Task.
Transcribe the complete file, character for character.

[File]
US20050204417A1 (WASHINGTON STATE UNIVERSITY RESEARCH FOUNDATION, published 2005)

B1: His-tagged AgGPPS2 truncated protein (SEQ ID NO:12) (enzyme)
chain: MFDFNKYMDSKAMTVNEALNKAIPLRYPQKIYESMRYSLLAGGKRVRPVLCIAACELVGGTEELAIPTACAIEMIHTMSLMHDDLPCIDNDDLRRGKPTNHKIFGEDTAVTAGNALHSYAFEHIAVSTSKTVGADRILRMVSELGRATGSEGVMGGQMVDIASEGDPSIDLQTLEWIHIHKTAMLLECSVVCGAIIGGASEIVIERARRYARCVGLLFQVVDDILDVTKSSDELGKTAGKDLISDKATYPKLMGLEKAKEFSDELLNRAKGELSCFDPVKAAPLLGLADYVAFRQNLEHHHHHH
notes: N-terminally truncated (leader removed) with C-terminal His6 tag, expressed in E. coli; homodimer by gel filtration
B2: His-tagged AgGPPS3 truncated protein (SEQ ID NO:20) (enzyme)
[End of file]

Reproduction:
US20050204417A1 (WASHINGTON STATE UNIVERSITY RESEARCH FOUNDATION, published 2005)

B1: His-tagged AgGPPS2 truncated protein (SEQ ID NO:12) (enzyme)
chain: MFDFNKYMDSKAMTVNEALNKAIPLRYPQKIYESMRYSLLAGGKRVRPVLCIAACELVGGTEELAIPTACAIEMIHTMSLMHDDLPCIDNDDLRRGKPTNHKIFGEDTAVTAGNALHSYAFEHIAVSTSKTVGADRILRMVSELGRATGSEGVMGGQMVDIASEGDPSIDLQTLEWIHIHKTAMLLECSVVCGAIIGGASEIVIERARRYARCVGLLFQVVDDILDVTKSSDELGKTAGKDLISDKATYPKLMGLEKAKEFSDELLNRAKGELSCFDPVKAAPLLGLADYVAFRQNLEHHHHHH
notes: N-terminally truncated (leader removed) with C-terminal His6 tag, expressed in E. coli; homodimer by gel filtration
B2: His-tagged AgGPPS3 truncated protein (SEQ ID NO:20) (enzyme)